Silver Moon Bookshop Mug
We all have certain objects that we treasure that evoke cherished memories of moments, people, and places.
One of my favourite treasures is a mug I bought around 1996 or so, from the iconic women’s London bookshop Silver Moon. The names of fabulous female writers are emblazoned all over it. It also evokes exciting memories of discovering LGBT London.
As my tea steams from my mug, I am reminded of the fantastic history to which we all belong.
The Silver Moon Bookshop was a feminist bookstore on Charing Cross Road in London founded in 1984 by Jane Cholmeley, Sue Butterworth and Jane Anger.
It stocked only books by women or books about women, with extensive coverage of feminist and lesbian titles. The shop was also a resource centre for women’s issues, and hosted author events by writers such as Margaret Atwood and Germaine Greer.
In 1989 Silver Moon Bookshop won the Pandora Award for “contributing most to promoting the status of women in publishing and related trades”.
Women In Publishing
The Women in Publishing Oral History website celebrates the achievements of women in book publishing during the 1970s, ’80s and ’90s – vital decades for both feminism and professional advancement of women in the UK. Coming together in 1979 to create their own networking organisation, members of Women in Publishing remember the challenges they faced, the problems they overcame, and how, through striving for greater equality, they changed the industry in which they worked.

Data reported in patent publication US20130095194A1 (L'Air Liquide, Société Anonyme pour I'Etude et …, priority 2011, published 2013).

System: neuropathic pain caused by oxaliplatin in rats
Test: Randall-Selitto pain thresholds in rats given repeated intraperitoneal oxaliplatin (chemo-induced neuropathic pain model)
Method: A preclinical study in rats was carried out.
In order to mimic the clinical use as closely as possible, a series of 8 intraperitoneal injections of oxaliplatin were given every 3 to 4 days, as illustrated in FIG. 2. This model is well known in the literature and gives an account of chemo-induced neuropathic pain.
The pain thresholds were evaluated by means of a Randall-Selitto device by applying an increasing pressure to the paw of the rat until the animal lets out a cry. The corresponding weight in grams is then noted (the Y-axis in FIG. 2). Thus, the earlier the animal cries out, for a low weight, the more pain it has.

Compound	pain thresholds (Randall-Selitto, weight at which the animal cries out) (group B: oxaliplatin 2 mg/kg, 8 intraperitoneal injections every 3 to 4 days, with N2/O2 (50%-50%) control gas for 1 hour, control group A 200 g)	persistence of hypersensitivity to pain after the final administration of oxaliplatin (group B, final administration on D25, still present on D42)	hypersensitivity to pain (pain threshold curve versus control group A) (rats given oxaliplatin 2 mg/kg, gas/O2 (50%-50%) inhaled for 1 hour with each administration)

It’s a fantastic resource so head over to hear from some of the pioneering women themselves about their experiences in publishing.
I remember being surprised and actually very thrilled and, we won it [Pandora Award] for setting up Silver Moon Women’s Bookshop. Sue Butterworth and myself and also Jane Anger. And to say it was a sort of healing thing, sounds a bit sort of wishy washy, but we’d had such a lot of difficulty, if not to say, attacks on us for setting up the bookshop.
Now, setting up a feminist bookshop in the Charing Cross Road, and a feminist and lesbian bookshop in the Charing Cross Road, I never expected that that would win us much in the popularity stakes but what I was completely taken aback by and very surprised by was the hostility that that provoked…Jane Cholmeley